I’ve not read any Norse mythology for a while, so many of these stories came to me feeling quite fresh, albeit woven with familiarity. Happily, it only took a couple of stories to shake off the Marvel characters and replace them with my own.
This isn’t a reimagining, but rather, in the vein of Philip Pullman’s book of Grimm fairy tales, a retelling: simple, clear, honest. I’ve always said Gaiman’s writing style fits the short form so much better than the novel – here, in the mythic tale, his concise prose really shines, with deft characterisation that brings the gods of Asgard to life on the turn of a phrase.
This is a modern update without the need for modern trappings. There’s no attempt to explain why things are the way they are (as in the best mythologies, we must accept what is happening with good grace), the focus is on the events and the characters that drive them. The inconsistencies that derive from this are plentiful and purposeful, with giants and gods appearing to switch in scale from one paragraph to the next – a fun work out for imaginations more used to realistic description. Needless to say, Gaiman’s storytelling prowess is such that he takes it all in his stride.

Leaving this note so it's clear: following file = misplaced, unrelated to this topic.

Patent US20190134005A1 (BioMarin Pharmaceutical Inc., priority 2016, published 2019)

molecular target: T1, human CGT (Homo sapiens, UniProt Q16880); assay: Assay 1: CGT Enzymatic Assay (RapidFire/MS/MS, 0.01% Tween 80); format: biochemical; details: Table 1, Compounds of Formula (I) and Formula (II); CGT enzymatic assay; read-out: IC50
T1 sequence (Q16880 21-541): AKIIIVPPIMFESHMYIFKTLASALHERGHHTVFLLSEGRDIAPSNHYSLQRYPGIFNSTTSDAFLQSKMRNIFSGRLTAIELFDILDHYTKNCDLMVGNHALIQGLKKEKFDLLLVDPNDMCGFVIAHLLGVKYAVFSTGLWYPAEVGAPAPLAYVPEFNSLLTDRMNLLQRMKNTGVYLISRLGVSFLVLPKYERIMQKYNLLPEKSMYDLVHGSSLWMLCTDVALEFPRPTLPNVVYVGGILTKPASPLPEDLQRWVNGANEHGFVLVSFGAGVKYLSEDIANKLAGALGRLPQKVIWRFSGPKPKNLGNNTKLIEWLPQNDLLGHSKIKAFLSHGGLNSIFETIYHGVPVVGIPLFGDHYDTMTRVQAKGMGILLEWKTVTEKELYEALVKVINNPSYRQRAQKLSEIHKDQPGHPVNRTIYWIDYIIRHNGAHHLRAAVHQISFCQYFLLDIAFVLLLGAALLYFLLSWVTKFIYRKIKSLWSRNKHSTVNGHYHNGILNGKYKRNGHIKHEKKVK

It was interesting to see how nasty and belligerent the gods of Asgard often come across as. Violence and deceit seem to be their main means of solving problems. They will turn up uninvited and demand lavish hospitality (food and fights are frequent bedfellows throughout these tales). Their flaws are very obviously human – and yet the frost giants often seem more enigmatic and godlike, with their own divine responsibilities and powers. With many of them family to the gods of Asgard, it sometimes seems the Aesir and Vanir are just spoilt children running amok with powers far beyond their ken – perhaps Ragnarok was (will be) long-deserved after all.